Shockwave Therapy

What is shockwave therapy?

‘Shockwave’ therapy or ‘Radial Shock wave’ is a proven and researched therapy’

 

There is scientific evidence to show that:

 

  • It is as effective as 3 months of eccentric strengthening for Achilles’ tendinopathy.
  • It is an effective treatment for proximal hamstring tendinopathy in professional athletes.
  • It is an effective treatment for plantar fascia dysfunction (fasciitis) and has been FDA approved for this condition.
  • It is effective for treating trochanteric pain.
  • Can be used to treat tennis and golfers’ elbow (tendinopathy affecting the common extensor and flexor tendons at the elbow)

 

It has found to be an effective adjunct to muscular injuries as well as acute and chronic tendon issues. Shockwave increases the blood flow to the injured area, breaks down scar tissue and helps de-sensitive the nervous system therefore reducing the amount of pain you experience. It is recommended to receive a total of 3-6 sessions, which is applied by your physiotherapist once to twice a week.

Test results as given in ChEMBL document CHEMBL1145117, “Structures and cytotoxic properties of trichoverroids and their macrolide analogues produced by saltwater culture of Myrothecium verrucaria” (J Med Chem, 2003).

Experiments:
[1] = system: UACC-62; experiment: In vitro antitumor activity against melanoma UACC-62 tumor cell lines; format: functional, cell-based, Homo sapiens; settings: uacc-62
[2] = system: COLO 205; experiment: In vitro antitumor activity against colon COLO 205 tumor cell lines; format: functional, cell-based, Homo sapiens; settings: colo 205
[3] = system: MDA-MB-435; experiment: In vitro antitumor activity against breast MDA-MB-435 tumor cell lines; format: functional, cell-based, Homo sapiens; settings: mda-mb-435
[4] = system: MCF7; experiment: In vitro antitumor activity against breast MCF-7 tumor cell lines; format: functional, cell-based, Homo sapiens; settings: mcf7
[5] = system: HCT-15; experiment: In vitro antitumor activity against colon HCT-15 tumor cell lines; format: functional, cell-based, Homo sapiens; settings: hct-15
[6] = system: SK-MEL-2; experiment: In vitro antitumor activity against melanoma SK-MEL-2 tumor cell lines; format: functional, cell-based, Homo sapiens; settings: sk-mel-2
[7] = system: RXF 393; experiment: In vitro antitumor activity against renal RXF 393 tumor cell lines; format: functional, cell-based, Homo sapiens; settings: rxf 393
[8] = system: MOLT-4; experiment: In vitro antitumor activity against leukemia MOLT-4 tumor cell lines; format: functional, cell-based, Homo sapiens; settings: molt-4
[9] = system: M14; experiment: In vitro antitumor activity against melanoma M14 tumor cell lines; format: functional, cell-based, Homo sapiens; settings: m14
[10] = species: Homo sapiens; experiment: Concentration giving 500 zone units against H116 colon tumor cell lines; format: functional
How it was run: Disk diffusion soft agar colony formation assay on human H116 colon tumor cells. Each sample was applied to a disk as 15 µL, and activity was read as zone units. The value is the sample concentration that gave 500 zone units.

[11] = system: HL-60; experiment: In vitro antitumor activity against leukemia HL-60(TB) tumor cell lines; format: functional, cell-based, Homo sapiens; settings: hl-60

In conjunction with an exercise-based rehabilitation programme, it has seen to accelerate the healing process of muscular and tendon issues. Shockwave can be mildly uncomfortable on administering but the settings on the machine can be adjusted to suit your needs. It is especially good for kickstarting the healing process in conjunction with other modalities your Physio precises.

How Does it Work?

Shockwave therapy is a non-invasive treatment that involves applying a series of low-energy acoustic waves via a gel medium to an injured area of your body. Radial Shock wave causes initial ‘hyperstimulation anaesthesia’ to the injury site decreasing pain signals to such an extent that their activity diminishes, thereby decreasing or eliminating pain.

Radial Shockwave also alters the release of the pain mediator and growth factor substance P which over time leads to a depletion in substance P from the nerve endings. Less substance P in the tissue results in reduced pain and causes so-called neurogenic inflammation to decline.